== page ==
What is a sedimentary rock?


Layered Sandstone

Sedimentary rocks are formed by the breakdown older rocks into smaller grains to form sediment through surface processes. Over time these are deposited mainly with the use of water and build up in layers to form sedimentary rocks. In dry, arid environments such as the desert wind blown grains of sand build up and form sand dunes.

In time these are buried and form the sedimentary rock through the process of lithification. This process involves the sediment becoming cemented and then compacted to form the sedimentary rock.

They are commonly layered and contain sedimentary structures such as ripples, laminations (bedding) and grading. These structures help in reconstructing the environment in which the sediment would have been deposited. Not all environments with sediment in are preserved. A good example of are beach environments, which are hardly ever preserved.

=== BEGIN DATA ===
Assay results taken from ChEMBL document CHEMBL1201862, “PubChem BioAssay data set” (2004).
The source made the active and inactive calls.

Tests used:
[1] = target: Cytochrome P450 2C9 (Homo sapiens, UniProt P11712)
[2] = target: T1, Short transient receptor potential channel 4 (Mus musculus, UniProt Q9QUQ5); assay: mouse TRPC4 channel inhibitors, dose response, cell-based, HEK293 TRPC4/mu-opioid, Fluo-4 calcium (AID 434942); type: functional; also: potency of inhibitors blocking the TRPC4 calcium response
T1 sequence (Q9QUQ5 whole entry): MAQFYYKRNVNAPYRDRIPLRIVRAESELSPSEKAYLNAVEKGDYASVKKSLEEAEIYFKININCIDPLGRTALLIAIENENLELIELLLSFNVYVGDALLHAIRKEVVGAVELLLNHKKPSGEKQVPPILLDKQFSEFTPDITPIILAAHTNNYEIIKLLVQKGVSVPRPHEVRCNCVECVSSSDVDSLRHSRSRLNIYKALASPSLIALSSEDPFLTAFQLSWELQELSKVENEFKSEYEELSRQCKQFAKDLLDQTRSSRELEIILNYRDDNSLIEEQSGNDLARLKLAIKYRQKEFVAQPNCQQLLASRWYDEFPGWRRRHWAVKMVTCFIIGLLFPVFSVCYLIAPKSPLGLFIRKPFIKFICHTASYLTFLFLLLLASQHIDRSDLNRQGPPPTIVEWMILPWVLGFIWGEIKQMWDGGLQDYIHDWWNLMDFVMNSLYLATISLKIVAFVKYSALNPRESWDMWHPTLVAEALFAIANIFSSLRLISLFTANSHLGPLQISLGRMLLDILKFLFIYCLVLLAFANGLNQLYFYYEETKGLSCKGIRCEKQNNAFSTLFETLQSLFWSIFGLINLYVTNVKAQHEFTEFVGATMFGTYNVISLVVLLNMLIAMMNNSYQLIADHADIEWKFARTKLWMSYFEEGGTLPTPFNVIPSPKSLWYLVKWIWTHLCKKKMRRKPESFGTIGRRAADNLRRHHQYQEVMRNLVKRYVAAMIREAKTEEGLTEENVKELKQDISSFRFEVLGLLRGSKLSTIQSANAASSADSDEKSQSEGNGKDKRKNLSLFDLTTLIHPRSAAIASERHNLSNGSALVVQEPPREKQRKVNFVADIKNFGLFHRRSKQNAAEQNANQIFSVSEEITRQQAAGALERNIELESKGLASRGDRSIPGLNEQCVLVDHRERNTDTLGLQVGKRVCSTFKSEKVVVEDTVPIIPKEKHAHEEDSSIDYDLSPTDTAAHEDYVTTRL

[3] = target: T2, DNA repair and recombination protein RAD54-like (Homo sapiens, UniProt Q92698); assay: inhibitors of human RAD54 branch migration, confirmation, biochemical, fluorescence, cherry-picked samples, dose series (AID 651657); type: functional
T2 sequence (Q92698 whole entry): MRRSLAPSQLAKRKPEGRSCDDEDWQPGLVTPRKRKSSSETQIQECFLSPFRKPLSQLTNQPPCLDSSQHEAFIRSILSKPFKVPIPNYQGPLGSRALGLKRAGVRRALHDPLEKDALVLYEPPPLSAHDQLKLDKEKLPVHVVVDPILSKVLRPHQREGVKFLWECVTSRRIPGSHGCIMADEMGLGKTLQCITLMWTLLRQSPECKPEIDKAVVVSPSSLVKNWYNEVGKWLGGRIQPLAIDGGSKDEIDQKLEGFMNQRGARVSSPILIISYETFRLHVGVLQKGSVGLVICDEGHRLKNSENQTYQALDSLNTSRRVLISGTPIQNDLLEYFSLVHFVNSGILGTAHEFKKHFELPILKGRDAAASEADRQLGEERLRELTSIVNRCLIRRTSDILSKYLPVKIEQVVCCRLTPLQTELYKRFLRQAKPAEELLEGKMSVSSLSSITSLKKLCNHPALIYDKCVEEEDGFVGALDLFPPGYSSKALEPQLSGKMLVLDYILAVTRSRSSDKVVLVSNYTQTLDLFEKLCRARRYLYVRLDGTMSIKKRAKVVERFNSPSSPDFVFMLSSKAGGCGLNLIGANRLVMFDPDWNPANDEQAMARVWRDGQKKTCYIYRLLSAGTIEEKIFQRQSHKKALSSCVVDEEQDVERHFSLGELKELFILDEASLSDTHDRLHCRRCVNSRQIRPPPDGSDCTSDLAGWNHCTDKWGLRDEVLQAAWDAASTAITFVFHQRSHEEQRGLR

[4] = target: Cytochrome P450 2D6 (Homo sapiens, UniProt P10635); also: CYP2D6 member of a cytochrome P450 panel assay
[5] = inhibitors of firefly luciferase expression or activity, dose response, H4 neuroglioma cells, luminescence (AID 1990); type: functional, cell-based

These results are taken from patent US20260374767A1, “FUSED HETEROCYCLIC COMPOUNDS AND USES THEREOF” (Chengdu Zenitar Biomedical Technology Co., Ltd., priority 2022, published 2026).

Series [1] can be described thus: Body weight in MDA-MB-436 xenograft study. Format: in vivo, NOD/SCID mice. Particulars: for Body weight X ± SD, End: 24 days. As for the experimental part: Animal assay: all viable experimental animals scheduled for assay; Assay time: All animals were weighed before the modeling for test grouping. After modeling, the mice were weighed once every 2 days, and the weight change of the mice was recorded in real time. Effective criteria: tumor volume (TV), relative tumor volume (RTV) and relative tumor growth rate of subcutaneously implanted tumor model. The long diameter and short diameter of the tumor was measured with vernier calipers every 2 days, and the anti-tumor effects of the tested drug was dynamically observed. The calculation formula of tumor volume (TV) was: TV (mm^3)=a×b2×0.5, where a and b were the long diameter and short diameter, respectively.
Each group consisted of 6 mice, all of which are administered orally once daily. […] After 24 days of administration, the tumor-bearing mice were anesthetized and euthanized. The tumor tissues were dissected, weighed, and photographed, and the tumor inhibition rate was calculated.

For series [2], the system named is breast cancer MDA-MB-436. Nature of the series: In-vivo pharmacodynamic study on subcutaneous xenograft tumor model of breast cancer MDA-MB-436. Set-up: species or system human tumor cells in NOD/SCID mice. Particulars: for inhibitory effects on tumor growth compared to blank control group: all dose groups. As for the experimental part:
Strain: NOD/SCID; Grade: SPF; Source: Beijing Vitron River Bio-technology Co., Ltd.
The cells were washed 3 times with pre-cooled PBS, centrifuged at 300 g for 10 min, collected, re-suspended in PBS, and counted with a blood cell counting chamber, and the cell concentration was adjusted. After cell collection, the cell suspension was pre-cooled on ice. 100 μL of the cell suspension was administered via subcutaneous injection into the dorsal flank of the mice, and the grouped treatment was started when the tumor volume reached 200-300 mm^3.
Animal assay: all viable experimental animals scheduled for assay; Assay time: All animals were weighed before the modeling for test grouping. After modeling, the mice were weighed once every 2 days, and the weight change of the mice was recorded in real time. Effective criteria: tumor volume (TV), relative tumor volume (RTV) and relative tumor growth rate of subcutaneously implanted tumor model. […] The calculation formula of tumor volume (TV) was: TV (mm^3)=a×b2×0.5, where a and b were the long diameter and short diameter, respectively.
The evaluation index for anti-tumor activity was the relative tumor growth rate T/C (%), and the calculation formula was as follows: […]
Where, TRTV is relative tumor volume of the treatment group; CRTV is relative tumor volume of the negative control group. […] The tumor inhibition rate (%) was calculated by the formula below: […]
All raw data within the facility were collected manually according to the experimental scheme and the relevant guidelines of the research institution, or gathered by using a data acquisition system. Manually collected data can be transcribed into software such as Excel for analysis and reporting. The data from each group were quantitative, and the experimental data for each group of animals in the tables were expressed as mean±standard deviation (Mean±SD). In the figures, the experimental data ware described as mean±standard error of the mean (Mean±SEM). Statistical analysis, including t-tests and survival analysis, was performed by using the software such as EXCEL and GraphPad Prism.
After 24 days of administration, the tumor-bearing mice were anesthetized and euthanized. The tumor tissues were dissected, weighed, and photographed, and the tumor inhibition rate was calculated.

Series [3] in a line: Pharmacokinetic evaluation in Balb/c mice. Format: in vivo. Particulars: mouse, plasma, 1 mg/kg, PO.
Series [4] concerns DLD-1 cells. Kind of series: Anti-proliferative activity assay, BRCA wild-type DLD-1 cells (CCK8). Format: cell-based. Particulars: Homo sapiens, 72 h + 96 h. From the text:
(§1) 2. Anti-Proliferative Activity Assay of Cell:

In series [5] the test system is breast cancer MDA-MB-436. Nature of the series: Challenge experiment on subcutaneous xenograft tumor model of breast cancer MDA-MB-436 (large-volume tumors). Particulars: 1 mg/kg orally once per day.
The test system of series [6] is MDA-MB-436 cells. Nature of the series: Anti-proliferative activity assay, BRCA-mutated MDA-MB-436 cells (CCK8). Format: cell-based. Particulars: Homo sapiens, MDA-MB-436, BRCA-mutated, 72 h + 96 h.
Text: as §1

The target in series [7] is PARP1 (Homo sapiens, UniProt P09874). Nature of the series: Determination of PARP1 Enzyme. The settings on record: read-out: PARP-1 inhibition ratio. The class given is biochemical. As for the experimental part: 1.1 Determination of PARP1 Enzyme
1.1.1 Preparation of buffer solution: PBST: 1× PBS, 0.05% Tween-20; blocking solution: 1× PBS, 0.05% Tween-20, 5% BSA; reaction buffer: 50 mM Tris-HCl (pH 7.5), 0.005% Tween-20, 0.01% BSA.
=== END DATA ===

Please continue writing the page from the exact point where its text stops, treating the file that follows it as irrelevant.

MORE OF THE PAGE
Common sedimentary rocks include sandstone, limestone and mudstone.


Halite (Rock Salt) from Cheshire

Fossils are preserved within sedimentary rocks and may even make up a limestone. They can form limestone such as the Portland Limestone which consists of the remains of small microfossils contained within ooids.

Evaporite rocks such as halite and gypsum are classed as sedimentary rocks and have formed by the evaporation of sea water, leaving behind large deposits. Examples of this can be seen in Cheshire and south-east Spain. The deposits in Spain formed when the Mediterranean Sea dried up due to the water evaporating.

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